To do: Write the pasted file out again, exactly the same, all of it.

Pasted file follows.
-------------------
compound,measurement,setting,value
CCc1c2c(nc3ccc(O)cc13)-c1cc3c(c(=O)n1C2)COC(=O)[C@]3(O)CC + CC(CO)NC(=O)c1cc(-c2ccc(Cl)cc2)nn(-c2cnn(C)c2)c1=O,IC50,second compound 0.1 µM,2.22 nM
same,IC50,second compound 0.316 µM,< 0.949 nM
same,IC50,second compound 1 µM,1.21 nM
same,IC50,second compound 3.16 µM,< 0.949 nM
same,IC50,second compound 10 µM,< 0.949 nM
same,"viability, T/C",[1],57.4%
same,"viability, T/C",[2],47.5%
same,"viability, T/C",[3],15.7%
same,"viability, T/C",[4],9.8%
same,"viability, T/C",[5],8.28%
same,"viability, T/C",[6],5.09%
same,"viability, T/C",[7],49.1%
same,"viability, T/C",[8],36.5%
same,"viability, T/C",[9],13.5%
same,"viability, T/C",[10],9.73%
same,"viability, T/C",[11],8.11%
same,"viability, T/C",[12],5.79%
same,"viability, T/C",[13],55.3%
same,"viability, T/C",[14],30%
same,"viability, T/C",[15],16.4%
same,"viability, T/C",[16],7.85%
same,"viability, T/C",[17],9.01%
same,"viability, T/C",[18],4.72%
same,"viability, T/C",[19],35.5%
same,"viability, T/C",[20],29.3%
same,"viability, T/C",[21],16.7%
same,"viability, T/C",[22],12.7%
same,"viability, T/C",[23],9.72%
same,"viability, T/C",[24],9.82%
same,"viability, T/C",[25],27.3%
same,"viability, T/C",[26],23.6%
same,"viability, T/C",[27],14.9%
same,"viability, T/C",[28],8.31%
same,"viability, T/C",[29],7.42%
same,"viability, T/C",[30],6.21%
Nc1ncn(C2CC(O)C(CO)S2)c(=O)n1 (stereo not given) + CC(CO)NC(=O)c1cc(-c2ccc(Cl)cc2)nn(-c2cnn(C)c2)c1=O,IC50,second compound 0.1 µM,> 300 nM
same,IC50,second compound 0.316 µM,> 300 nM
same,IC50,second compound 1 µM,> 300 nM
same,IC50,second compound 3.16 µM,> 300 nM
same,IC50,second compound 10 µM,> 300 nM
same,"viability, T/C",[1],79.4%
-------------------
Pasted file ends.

compound,measurement,setting,value
CCc1c2c(nc3ccc(O)cc13)-c1cc3c(c(=O)n1C2)COC(=O)[C@]3(O)CC + CC(CO)NC(=O)c1cc(-c2ccc(Cl)cc2)nn(-c2cnn(C)c2)c1=O,IC50,second compound 0.1 µM,2.22 nM
same,IC50,second compound 0.316 µM,< 0.949 nM
same,IC50,second compound 1 µM,1.21 nM
same,IC50,second compound 3.16 µM,< 0.949 nM
same,IC50,second compound 10 µM,< 0.949 nM
same,"viability, T/C",[1],57.4%
same,"viability, T/C",[2],47.5%
same,"viability, T/C",[3],15.7%
same,"viability, T/C",[4],9.8%
same,"viability, T/C",[5],8.28%
same,"viability, T/C",[6],5.09%
same,"viability, T/C",[7],49.1%
same,"viability, T/C",[8],36.5%
same,"viability, T/C",[9],13.5%
same,"viability, T/C",[10],9.73%
same,"viability, T/C",[11],8.11%
same,"viability, T/C",[12],5.79%
same,"viability, T/C",[13],55.3%
same,"viability, T/C",[14],30%
same,"viability, T/C",[15],16.4%
same,"viability, T/C",[16],7.85%
same,"viability, T/C",[17],9.01%
same,"viability, T/C",[18],4.72%
same,"viability, T/C",[19],35.5%
same,"viability, T/C",[20],29.3%
same,"viability, T/C",[21],16.7%
same,"viability, T/C",[22],12.7%
same,"viability, T/C",[23],9.72%
same,"viability, T/C",[24],9.82%
same,"viability, T/C",[25],27.3%
same,"viability, T/C",[26],23.6%
same,"viability, T/C",[27],14.9%
same,"viability, T/C",[28],8.31%
same,"viability, T/C",[29],7.42%
same,"viability, T/C",[30],6.21%
Nc1ncn(C2CC(O)C(CO)S2)c(=O)n1 (stereo not given) + CC(CO)NC(=O)c1cc(-c2ccc(Cl)cc2)nn(-c2cnn(C)c2)c1=O,IC50,second compound 0.1 µM,> 300 nM
same,IC50,second compound 0.316 µM,> 300 nM
same,IC50,second compound 1 µM,> 300 nM
same,IC50,second compound 3.16 µM,> 300 nM
same,IC50,second compound 10 µM,> 300 nM
same,"viability, T/C",[1],79.4%